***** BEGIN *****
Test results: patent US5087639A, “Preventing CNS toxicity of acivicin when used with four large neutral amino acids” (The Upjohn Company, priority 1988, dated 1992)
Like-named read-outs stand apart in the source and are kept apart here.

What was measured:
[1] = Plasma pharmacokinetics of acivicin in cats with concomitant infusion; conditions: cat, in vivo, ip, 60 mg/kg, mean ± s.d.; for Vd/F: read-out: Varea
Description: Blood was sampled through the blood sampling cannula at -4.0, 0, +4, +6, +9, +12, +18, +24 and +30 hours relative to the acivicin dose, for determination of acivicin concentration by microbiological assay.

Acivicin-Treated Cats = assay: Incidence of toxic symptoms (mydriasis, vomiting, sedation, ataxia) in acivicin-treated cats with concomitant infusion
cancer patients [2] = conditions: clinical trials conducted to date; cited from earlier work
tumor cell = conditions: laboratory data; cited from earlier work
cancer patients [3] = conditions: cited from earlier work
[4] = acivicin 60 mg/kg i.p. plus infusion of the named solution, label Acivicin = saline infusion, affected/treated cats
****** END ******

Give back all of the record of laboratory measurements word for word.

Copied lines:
Test results: patent US5087639A, “Preventing CNS toxicity of acivicin when used with four large neutral amino acids” (The Upjohn Company, priority 1988, dated 1992)
Like-named read-outs stand apart in the source and are kept apart here.

What was measured:
[1] = Plasma pharmacokinetics of acivicin in cats with concomitant infusion; conditions: cat, in vivo, ip, 60 mg/kg, mean ± s.d.; for Vd/F: read-out: Varea
Description: Blood was sampled through the blood sampling cannula at -4.0, 0, +4, +6, +9, +12, +18, +24 and +30 hours relative to the acivicin dose, for determination of acivicin concentration by microbiological assay.

Acivicin-Treated Cats = assay: Incidence of toxic symptoms (mydriasis, vomiting, sedation, ataxia) in acivicin-treated cats with concomitant infusion
cancer patients [2] = conditions: clinical trials conducted to date; cited from earlier work
tumor cell = conditions: laboratory data; cited from earlier work
cancer patients [3] = conditions: cited from earlier work
[4] = acivicin 60 mg/kg i.p. plus infusion of the named solution, label Acivicin = saline infusion, affected/treated cats